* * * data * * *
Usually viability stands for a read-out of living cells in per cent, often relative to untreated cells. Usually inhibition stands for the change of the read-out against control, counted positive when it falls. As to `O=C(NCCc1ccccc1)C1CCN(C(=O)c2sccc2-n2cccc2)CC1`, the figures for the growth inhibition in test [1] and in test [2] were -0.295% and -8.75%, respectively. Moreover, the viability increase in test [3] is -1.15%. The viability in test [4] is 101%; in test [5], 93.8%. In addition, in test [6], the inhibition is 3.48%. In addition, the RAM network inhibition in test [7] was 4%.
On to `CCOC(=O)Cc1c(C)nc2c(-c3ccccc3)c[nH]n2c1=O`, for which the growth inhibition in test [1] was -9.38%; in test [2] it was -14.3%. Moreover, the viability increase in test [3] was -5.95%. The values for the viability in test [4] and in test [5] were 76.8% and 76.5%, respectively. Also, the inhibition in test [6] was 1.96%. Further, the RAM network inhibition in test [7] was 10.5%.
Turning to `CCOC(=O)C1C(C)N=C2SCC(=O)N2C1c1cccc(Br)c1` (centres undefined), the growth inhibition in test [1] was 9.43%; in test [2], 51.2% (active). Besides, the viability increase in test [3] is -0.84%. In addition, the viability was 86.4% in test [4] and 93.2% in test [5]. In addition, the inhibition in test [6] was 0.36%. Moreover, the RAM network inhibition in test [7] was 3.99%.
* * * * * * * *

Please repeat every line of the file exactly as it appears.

Usually viability stands for a read-out of living cells in per cent, often relative to untreated cells. Usually inhibition stands for the change of the read-out against control, counted positive when it falls. As to `O=C(NCCc1ccccc1)C1CCN(C(=O)c2sccc2-n2cccc2)CC1`, the figures for the growth inhibition in test [1] and in test [2] were -0.295% and -8.75%, respectively. Moreover, the viability increase in test [3] is -1.15%. The viability in test [4] is 101%; in test [5], 93.8%. In addition, in test [6], the inhibition is 3.48%. In addition, the RAM network inhibition in test [7] was 4%.
On to `CCOC(=O)Cc1c(C)nc2c(-c3ccccc3)c[nH]n2c1=O`, for which the growth inhibition in test [1] was -9.38%; in test [2] it was -14.3%. Moreover, the viability increase in test [3] was -5.95%. The values for the viability in test [4] and in test [5] were 76.8% and 76.5%, respectively. Also, the inhibition in test [6] was 1.96%. Further, the RAM network inhibition in test [7] was 10.5%.
Turning to `CCOC(=O)C1C(C)N=C2SCC(=O)N2C1c1cccc(Br)c1` (centres undefined), the growth inhibition in test [1] was 9.43%; in test [2], 51.2% (active). Besides, the viability increase in test [3] is -0.84%. In addition, the viability was 86.4% in test [4] and 93.2% in test [5]. In addition, the inhibition in test [6] was 0.36%. Moreover, the RAM network inhibition in test [7] was 3.99%.